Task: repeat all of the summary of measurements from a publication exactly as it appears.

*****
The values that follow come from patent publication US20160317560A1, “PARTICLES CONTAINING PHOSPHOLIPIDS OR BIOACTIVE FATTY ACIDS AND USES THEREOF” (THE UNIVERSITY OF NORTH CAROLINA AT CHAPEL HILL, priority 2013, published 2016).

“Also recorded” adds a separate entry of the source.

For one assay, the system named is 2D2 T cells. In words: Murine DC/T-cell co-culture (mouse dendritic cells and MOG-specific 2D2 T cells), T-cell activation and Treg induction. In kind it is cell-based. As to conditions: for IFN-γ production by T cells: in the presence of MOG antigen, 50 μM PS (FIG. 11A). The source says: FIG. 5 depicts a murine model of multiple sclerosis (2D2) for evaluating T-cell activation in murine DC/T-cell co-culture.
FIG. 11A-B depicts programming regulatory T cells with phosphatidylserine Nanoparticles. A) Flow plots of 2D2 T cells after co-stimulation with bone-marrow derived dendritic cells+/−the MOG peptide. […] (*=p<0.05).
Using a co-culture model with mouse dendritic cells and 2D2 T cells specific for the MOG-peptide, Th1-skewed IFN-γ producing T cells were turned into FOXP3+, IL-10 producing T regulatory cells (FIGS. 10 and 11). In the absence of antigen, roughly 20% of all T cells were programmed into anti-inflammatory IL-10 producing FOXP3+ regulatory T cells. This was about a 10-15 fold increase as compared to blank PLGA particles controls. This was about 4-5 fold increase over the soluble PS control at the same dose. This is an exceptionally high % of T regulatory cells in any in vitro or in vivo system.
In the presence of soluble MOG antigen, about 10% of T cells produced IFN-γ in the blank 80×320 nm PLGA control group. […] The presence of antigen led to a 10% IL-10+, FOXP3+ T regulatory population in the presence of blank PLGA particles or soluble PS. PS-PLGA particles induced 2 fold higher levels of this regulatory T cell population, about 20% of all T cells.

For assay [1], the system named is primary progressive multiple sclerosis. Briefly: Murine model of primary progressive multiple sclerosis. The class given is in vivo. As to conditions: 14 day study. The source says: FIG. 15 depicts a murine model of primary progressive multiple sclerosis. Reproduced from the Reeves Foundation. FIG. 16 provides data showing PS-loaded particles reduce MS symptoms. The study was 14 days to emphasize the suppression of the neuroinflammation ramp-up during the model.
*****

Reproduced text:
The values that follow come from patent publication US20160317560A1, “PARTICLES CONTAINING PHOSPHOLIPIDS OR BIOACTIVE FATTY ACIDS AND USES THEREOF” (THE UNIVERSITY OF NORTH CAROLINA AT CHAPEL HILL, priority 2013, published 2016).

“Also recorded” adds a separate entry of the source.

For one assay, the system named is 2D2 T cells. In words: Murine DC/T-cell co-culture (mouse dendritic cells and MOG-specific 2D2 T cells), T-cell activation and Treg induction. In kind it is cell-based. As to conditions: for IFN-γ production by T cells: in the presence of MOG antigen, 50 μM PS (FIG. 11A). The source says: FIG. 5 depicts a murine model of multiple sclerosis (2D2) for evaluating T-cell activation in murine DC/T-cell co-culture.
FIG. 11A-B depicts programming regulatory T cells with phosphatidylserine Nanoparticles. A) Flow plots of 2D2 T cells after co-stimulation with bone-marrow derived dendritic cells+/−the MOG peptide. […] (*=p<0.05).
Using a co-culture model with mouse dendritic cells and 2D2 T cells specific for the MOG-peptide, Th1-skewed IFN-γ producing T cells were turned into FOXP3+, IL-10 producing T regulatory cells (FIGS. 10 and 11). In the absence of antigen, roughly 20% of all T cells were programmed into anti-inflammatory IL-10 producing FOXP3+ regulatory T cells. This was about a 10-15 fold increase as compared to blank PLGA particles controls. This was about 4-5 fold increase over the soluble PS control at the same dose. This is an exceptionally high % of T regulatory cells in any in vitro or in vivo system.
In the presence of soluble MOG antigen, about 10% of T cells produced IFN-γ in the blank 80×320 nm PLGA control group. […] The presence of antigen led to a 10% IL-10+, FOXP3+ T regulatory population in the presence of blank PLGA particles or soluble PS. PS-PLGA particles induced 2 fold higher levels of this regulatory T cell population, about 20% of all T cells.

For assay [1], the system named is primary progressive multiple sclerosis. Briefly: Murine model of primary progressive multiple sclerosis. The class given is in vivo. As to conditions: 14 day study. The source says: FIG. 15 depicts a murine model of primary progressive multiple sclerosis. Reproduced from the Reeves Foundation. FIG. 16 provides data showing PS-loaded particles reduce MS symptoms. The study was 14 days to emphasize the suppression of the neuroinflammation ramp-up during the model.